The researchers then used vector adenoviruses to deliver ChrimsonR genetic instructions to blind volunteers' retinas, where the ganglion cells over the course of a few months would learn to grow a sufficient amount of the protein. Next, the researchers planned to train participants on how to use a pair of specialized goggles that would convert visual information into amber light, so participants' ganglion cells would be able to recognize it. However, the researchers had time to train only one participant on how to use the goggles before Covid-19 temporarily suspended the project.
Seven months after the project was halted, that volunteer reached out and told the scientists that—after using googles regularly at home and on walks—he had been able to see the stripes of a crosswalk with the goggles. The man also reported that using the goggles had improved his daily life, making it easier for him to find plates or phones, or to notice furniture or a door.
After being brought in for examination, the scientists found the man was able to reach out and touch a notebook on a table and was able to correctly identify how many tumblers were placed in front of him 12 out of 19 times. And based on brain activity data, the man when using the googles appeared to activate parts the brain associated with vision.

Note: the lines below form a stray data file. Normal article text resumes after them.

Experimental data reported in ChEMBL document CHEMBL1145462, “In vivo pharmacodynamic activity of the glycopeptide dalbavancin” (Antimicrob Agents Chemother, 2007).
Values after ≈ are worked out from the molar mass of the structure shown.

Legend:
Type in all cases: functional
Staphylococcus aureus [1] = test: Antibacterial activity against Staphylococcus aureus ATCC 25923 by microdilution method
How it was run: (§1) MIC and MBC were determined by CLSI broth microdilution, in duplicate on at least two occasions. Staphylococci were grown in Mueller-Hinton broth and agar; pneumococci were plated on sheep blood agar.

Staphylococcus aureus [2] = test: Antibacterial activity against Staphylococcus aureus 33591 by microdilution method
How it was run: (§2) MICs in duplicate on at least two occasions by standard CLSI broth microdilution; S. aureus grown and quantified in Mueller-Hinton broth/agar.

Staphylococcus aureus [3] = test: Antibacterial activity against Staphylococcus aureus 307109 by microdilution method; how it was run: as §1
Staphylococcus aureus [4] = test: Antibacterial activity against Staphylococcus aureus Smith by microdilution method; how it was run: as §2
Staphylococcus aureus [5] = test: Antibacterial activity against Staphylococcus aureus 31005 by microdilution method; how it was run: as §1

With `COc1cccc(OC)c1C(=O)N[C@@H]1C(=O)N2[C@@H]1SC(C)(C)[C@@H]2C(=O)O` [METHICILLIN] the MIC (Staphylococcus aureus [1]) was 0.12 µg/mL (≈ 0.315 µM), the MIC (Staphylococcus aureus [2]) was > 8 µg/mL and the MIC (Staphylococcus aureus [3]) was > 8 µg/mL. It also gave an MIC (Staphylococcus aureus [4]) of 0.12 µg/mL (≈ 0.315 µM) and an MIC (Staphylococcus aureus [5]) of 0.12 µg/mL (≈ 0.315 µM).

'A major milestone'
"It's obviously not the end of the road, but it's a major milestone," Sahel said of the findings. According to the Times, Sahel and colleagues have founded a company called GenSight to move forward with this new treatment through clinical trials, in the hopes of eventually getting it approved by regulators worldwide.
For now, however, Sahel and his colleagues are enrolling more volunteers, testing higher doses of the virus, and revamping the goggles into thinner glasses, making them more comfortable and—hopefully—more informative for the user's retina.
Separately, Botond Roska, from the University of Basel and the Institute of Molecular and Clinical Ophthalmology Basel, noted that while the therapy didn't restore "normal vision," the technique "gives hope to restore vision that is meaningful."
Ed Boyden, a neuroscientist at MIT who helped pioneer the field of optogenetics, said the use of optogenetics to treat blindness surprised him. "So far, I've thought of optogenetics as a tool for scientists primarily, since it's being used by thousands of people to study the brain," he said. "But if optogenetics proves itself in the clinic, that would be extremely exciting."
Paul Bernstein, an ophthalmologist and retinal specialist at the University of Utah School of Medicine, said the new therapies being developed now "were just total science fiction when I started 26 years ago."
"These sorts of high tech approaches are bringing what was once a very distant horizon—restoring vision in these kinds of patients—much closer," he said. "It's really just amazing" (Zimmer, New York Times, 5/24; Molteni, STAT News, 5/24; Marcus, Wall Street Journal, 5/24; Kaiser, Science Magazine, 5/24).